Friday, November 19, 2010


As a parent, I found that an astonishing amount of my time was spent on waiting. Just the other day, I commented to Clarissa that I spent on average 2 hours waiting for her. On an normal day, I would spent half an hour waiting for her in school before she get picked up, another half an hour would be spent ferrying her to tuition class. Night time, I would be waiting for her to finish her dinner so that I could go through some of the tougher homework with her.

I have never thought about such time spent on waiting until I found myself repeating the same sentences day after day like "Please have your dinner now!" or "Please start doing your homework now!" Unfortunately, my "patience" was not always reciprocated. If Clarissa wanted something from me, she would want it now, without a moment of delay. In fact, it came to a point when I had to explain to her that I too had to spend time waiting for her. Initially, she found it hard to believe and began to itemize every single event that took place throughout the week. To both our amazement, there was only one instance that she actually spent time waited for me. I won the "competition" of waiting hands down, without a doubt.

When I examined my own spiritual life, it came as no surprises that I treated God, like the way Clarissa behaved towards me. "Dear God, it would be great that my prayers could be answered ASAP (read NOW)! But as to my shortcomings, I need a bit more time before I could surrender to you!" or "Lord, I am tired of always waiting for You to answer my prayers (and I have no idea that You have spent a long time, waiting for me to listen to what You have to say as I was too busy with other less significant matters in my life!)" Being a parent made me realize that our Heavenly Father had made more sacrifices than I had realized.

Lord, please help me not to take you for granted. For every moment that I spent waiting for Clarissa, remind me that You are also waiting for me, to pray and spend time with You.

Monday, November 15, 2010

Risk Taking

All of us take risks when it comes to parenting. It all comes down to how much risk we are willing to take. When it comes to Joseph, I admit that I am more risk adverse than I would be to Clarissa as the thought of him complaining and whining, would made me think twice about it!

With his school concert just round the corner, I was shocked that the teacher had selected him for a key role in a play: the Prince in the Frog and the Princess! “How could the teacher forget how difficult he was, when he was two! He was just crying throughout the time that he stood on the stage!” I was complaining to myself. “Ok, now that he is five, he might have improved very slightly but in my opinion, he is not up to that role!” I concluded.

Here is my strategy: In front of Joseph, I would try to put up a brave front and assure him that he could do it, while behind his back, I would convince his teacher that this is a risk not worth taking! “He put up his hand for the role himself.” explained Ms Teoh, his school teacher. “Are you sure that you didn’t see the wrong hands? He has been complaining everyday about his role to me, telling me that he can’t do it!” I insisted. I mean who in the world would take a child seriously about such things right?! To my dismay, my attempt at trying to change the teacher’s decision has failed. Now, I have only one option to go, which is to convince Joseph that he can do it! But, who is there to convince me that he can?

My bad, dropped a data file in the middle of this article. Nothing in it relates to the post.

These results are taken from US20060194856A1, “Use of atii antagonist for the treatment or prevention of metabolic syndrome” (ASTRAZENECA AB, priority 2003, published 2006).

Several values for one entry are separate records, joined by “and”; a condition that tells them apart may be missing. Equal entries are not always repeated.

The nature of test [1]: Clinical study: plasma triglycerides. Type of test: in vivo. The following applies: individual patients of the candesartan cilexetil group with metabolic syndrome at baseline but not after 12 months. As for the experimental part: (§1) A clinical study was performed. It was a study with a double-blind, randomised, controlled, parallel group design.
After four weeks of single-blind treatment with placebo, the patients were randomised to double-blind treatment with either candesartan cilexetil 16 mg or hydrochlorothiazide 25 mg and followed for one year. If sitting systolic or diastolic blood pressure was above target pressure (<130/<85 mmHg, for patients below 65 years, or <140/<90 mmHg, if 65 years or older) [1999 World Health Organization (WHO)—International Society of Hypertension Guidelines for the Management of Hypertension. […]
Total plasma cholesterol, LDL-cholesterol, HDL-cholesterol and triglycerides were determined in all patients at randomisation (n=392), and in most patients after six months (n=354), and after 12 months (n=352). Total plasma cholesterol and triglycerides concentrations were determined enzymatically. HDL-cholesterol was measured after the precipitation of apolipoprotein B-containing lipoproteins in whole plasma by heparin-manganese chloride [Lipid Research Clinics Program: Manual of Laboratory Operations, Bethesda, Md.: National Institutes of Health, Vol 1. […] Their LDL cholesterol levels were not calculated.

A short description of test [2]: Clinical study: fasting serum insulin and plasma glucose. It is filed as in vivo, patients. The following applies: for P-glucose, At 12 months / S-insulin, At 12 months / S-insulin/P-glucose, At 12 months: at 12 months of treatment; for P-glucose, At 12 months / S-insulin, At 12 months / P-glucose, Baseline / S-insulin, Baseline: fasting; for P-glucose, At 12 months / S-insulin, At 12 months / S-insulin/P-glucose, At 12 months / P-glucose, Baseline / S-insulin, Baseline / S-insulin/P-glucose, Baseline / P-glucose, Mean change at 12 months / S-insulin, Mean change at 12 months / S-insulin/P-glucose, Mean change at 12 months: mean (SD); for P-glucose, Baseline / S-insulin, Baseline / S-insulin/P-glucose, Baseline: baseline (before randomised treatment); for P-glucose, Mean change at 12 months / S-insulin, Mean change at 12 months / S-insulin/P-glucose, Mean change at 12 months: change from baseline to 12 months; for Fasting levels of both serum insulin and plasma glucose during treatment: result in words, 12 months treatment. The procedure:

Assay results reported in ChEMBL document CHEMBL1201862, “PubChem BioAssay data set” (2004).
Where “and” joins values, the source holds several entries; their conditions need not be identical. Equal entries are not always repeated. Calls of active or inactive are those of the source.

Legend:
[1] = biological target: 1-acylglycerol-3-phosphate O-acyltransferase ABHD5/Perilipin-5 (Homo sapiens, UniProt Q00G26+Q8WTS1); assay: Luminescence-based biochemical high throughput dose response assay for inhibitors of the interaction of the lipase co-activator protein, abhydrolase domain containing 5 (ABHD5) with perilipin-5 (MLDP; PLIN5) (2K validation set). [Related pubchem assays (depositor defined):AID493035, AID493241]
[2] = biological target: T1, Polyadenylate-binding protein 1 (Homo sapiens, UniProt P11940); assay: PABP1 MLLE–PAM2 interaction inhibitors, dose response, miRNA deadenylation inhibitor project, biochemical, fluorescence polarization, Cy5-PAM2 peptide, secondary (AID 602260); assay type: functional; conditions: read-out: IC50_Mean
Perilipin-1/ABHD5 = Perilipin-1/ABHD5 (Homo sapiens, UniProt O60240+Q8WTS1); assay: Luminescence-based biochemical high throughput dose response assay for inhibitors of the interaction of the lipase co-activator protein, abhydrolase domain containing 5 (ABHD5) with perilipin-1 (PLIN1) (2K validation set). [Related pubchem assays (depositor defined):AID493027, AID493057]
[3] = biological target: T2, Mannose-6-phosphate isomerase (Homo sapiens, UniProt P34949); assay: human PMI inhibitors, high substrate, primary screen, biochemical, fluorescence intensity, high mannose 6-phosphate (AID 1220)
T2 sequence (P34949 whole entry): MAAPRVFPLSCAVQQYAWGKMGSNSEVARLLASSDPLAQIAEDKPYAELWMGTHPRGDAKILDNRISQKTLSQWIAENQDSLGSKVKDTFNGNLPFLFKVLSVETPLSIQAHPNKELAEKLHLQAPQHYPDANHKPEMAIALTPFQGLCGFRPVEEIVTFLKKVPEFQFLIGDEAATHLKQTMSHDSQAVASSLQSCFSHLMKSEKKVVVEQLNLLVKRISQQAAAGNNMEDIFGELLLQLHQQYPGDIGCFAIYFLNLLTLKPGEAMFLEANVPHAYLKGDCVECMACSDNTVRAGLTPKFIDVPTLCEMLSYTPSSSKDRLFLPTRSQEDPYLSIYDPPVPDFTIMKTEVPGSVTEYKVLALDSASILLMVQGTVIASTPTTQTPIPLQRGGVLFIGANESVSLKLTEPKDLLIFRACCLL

For the week leading up to concert, I had to brace myself for the worst. On the first day of the rehearsal, Joseph was crying in the hall, making a scene. In the next rehearsal, he was wailing and refused to step onto the stage. Although I have been praying with him every night, that God will grant him courage to perform, both us were not convinced that such “courage” could come on time.

On concert day itself, I had to dragged him to the hall with other parents staring. There were many children much younger and all dressed-up, surprised that this big Ko-Ko was behaving strangely! For the next half hour, I was desperately praying as I didn’t want him to mess up the play…afterall, there was no Prince on reserve! There was no turning back! As the clock ticked, Clarissa began to felt uneasy on her chair and whispered to me “Mum, I think I heard Joseph crying! Do you think he could do it?” “Pray for him, that he can do it.” I said. With that, she too was clasping her hand and praying away. Finally, when his turn came, Joseph was a transformed person. After giving a short speech confidently and clearly, he proceeded with the play with other teammates. I was clearly amazed, as I didn’t recognize such confidence and courage existed.

As Joseph excelled in the performance that day, I was humbled and ashamed by my lack of faith in God. I am now beginning to see Joseph in a different light. All of us, on our own strength, we could be weak and vulnerable; but when God gives us courage and faith, we will be transformed and be equipped to do things that we have thought to be impossible. 

Joseph restoring joy to a friend

We were at a family retreat at Cameron Highlands. Children were having a fun time playing frisbees when one child, Ashton, threw the frisbee...